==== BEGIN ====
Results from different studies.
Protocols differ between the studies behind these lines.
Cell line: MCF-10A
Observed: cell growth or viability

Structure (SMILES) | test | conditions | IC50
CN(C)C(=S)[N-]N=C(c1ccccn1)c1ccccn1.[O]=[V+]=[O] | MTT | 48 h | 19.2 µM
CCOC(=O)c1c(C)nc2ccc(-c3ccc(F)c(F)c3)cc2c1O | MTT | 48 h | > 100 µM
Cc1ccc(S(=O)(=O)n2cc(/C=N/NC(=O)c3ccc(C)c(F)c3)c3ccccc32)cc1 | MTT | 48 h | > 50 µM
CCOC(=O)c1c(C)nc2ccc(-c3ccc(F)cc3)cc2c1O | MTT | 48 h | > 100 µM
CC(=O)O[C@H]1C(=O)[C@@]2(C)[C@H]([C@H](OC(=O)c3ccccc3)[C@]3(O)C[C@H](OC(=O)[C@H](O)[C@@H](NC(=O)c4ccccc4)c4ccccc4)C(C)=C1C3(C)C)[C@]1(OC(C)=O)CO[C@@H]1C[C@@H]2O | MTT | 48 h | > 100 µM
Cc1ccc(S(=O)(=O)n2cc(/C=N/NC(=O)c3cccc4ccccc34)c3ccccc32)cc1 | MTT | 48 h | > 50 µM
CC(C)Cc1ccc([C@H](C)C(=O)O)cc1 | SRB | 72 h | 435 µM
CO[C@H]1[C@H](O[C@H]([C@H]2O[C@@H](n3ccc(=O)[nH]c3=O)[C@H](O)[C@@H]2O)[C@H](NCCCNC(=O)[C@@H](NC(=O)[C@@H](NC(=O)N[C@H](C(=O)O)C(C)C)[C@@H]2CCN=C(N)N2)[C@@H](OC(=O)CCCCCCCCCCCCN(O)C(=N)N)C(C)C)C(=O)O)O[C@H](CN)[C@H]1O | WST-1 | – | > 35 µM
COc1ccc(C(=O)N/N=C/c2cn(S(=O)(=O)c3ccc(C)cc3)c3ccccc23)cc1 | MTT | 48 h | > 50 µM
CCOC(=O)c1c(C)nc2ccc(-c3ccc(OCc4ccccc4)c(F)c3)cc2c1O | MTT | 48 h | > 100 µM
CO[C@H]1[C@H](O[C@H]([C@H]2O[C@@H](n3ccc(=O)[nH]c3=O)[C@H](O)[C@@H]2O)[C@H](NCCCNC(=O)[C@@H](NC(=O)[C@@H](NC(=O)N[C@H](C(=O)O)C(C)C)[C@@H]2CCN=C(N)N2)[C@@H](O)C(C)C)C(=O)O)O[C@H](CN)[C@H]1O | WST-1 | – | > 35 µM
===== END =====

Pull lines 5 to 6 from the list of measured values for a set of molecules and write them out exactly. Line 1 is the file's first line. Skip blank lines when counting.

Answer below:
Structure (SMILES) | test | conditions | IC50
CN(C)C(=S)[N-]N=C(c1ccccn1)c1ccccn1.[O]=[V+]=[O] | MTT | 48 h | 19.2 µM